Wednesday, 23 May 2012

M&S Your Beauty - Marks and Spencer's new beauty hall

Marks and Spencer Your Beauty new beauty hall. Image credit: Harper's Bazaar
Following the rumours that have been circulating about Marks and Spencer’s new beauty offering, the store has finally revealed its new beauty retail concept - M&S Your Beauty: The Best of Nature and Science. And it’s exciting! Launched yesterday in its High Street Kensington store, M&S Your Beauty is distinctly premium and high tech and looks set to rival the best of the department stores.

Back in 2009 M&S decided to abandon its premise of only stocking own-branded items in its food halls, and this ethos has been extended to its new beauty offering. So alongside 14 of M&S’s own brand beauty lines, consumers can also find a large range of premium and niche brands such as Nuxe, Apvita and Philip Kingsley. Keen to be a step ahead of the crowd, M&S has also bagged a handful of UK exclusives including Dr Murad (US), Roger & Gallet (France) and Skyn Iceland (Iceland… obviously).

One thing I really like about M&S’s Your Beauty concept is that its beauty advisors aren't working on a commission basis, thereby eliminating any potential pushy sales techniques, or recommending products that aren't necessarily right for the consumer.

Also in the offering is a Virtual Makeover Counter which lets consumers digitally select different shades of cosmetics across foundation, blusher, lipstick, etc. to find the most suitable colours for their skin tone. There is also an online version of the M&S Virtual Makeover Counter, from which you can upload an image of yourself to virtually try out different shades.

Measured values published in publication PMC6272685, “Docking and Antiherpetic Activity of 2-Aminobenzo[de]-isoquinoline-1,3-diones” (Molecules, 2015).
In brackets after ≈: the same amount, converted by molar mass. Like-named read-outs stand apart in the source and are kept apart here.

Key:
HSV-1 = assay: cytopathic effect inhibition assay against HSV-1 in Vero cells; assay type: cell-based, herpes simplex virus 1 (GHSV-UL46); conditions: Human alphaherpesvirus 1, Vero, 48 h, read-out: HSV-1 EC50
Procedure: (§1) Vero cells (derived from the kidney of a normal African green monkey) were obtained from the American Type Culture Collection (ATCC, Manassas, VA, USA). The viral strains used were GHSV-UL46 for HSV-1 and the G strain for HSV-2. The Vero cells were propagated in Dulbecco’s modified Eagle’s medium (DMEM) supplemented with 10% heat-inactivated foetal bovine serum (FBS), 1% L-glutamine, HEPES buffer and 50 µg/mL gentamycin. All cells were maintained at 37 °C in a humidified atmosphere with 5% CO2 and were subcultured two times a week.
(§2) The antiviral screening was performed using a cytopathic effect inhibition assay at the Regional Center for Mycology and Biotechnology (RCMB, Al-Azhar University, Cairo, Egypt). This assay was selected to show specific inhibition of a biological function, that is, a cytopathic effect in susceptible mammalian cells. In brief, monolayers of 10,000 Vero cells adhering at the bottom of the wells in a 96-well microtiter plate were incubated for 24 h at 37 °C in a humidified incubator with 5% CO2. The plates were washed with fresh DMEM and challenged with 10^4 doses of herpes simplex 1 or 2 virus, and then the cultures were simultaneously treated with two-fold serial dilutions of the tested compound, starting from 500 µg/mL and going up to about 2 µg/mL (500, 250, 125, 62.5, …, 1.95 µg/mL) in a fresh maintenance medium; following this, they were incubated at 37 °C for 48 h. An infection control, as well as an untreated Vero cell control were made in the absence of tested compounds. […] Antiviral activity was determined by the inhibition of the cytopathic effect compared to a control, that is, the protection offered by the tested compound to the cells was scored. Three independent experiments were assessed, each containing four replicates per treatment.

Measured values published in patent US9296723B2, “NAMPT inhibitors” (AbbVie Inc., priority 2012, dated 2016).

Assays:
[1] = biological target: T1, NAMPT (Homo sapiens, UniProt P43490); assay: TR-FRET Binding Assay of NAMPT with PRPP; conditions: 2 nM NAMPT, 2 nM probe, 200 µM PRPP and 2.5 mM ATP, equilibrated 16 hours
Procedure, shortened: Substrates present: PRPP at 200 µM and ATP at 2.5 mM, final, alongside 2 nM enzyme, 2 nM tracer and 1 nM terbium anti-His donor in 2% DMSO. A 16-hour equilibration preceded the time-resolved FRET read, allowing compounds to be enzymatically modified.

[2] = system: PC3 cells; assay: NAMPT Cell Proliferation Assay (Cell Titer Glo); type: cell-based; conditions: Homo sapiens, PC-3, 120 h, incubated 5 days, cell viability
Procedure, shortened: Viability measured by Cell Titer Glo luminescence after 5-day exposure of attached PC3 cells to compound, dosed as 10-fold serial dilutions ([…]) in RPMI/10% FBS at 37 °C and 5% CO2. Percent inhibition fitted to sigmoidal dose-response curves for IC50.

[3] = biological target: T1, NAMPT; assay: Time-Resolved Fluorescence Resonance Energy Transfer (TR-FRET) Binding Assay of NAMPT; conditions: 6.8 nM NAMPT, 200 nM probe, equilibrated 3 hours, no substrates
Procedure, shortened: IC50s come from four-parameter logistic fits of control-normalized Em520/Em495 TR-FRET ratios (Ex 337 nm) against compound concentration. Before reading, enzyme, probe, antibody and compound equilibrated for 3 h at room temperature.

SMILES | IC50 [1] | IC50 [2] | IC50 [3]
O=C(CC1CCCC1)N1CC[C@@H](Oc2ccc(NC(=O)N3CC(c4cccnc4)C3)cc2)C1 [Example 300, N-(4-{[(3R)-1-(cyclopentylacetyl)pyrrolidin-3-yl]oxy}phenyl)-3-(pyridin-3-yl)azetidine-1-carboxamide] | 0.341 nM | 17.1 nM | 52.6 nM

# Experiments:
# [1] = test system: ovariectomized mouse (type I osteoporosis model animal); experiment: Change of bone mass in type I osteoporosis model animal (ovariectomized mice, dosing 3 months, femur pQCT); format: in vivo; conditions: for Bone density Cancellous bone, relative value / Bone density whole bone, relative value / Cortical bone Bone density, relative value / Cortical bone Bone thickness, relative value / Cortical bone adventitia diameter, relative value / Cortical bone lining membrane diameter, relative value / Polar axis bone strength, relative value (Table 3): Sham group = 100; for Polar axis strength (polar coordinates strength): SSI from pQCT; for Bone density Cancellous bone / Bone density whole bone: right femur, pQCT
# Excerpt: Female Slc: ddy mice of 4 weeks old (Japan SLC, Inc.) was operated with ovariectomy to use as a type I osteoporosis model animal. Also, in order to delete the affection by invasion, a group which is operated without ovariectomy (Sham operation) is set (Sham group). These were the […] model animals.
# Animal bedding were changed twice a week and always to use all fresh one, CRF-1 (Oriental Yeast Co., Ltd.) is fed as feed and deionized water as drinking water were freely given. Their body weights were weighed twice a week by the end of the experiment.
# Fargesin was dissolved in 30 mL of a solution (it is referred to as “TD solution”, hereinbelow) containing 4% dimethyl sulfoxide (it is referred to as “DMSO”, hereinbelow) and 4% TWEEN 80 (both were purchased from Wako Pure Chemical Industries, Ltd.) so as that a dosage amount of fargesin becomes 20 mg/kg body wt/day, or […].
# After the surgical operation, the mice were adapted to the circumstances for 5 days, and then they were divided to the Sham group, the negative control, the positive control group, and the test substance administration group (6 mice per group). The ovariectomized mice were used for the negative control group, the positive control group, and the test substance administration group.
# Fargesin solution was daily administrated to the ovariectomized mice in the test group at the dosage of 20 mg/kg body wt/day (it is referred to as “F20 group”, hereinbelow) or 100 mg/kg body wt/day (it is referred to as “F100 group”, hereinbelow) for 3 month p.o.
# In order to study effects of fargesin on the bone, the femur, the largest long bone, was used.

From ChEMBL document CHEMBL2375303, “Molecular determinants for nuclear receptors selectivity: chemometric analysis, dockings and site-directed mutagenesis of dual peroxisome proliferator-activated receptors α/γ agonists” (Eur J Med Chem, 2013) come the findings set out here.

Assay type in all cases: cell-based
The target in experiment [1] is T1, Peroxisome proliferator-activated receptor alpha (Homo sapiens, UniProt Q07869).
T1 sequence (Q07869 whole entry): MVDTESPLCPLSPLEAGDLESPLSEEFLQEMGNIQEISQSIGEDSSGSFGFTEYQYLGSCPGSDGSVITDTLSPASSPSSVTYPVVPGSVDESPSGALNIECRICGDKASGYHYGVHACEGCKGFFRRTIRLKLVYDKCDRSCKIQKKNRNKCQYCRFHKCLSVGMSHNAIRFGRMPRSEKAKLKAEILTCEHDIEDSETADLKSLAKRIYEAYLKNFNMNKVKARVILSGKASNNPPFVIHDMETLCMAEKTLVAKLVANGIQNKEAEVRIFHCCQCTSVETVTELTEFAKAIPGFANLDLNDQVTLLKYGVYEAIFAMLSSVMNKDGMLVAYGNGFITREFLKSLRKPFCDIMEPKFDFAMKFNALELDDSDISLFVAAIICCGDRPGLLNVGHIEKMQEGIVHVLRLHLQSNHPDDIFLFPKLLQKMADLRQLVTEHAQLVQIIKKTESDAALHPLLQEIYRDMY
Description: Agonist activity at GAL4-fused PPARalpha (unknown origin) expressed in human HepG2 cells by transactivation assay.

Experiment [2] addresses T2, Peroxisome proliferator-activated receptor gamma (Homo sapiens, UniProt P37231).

M&S Your Beauty: The Best of Nature and Science has also launched on the M&S website and will soon be rolling out to other stores. Watch this space!

Tuesday, 15 May 2012

‘Self-style social sharing’ opportunities for beauty brands

Although a relatively new phenomenon, over the space of just a few years, social media marketing has gone from being the domain of the pacemakers to now seeing social platforms such as Facebook, Twitter and blogs incorporated into most brands’ marketing plans. And then came along the rise of ‘self-style social sharing’.

While social sharing is nothing new, social sharing image platforms such as Instagram, Pinterest and Polyvore are becoming increasingly popular and now boast millions of daily users. Combined with the trend for street style photography where ordinary people share their own individual styles, it presents enormous potential for beauty brands.

To put the idea of self-style social sharing into practice for brand potential, let me give an example: Back in 2009, Burberry launched its Art of the Trench website, which allows consumers to upload and share their street-style photos with their own take on an outfit featuring a Burberry trench coat. Burberry was definitely on to something; according to digital agency Made by Many, Burberry experienced an 85% sales increase in trench coats. This is particularly poignant given that back then, luxury brands in particular were hesitant to embrace social media for fear of losing their exclusivity and aspiration.

Fast forward to now and Jimmy Choo has just announced its new 24:7 Stylemakers initiative. Along the same premise as Burberry’s Art of the Trench, Jimmy Choo 24:7 Stylemakers goes one step further, by allowing consumers to click through from the image that has been shared to then buy the product featured direct from the Jimmy Choo website.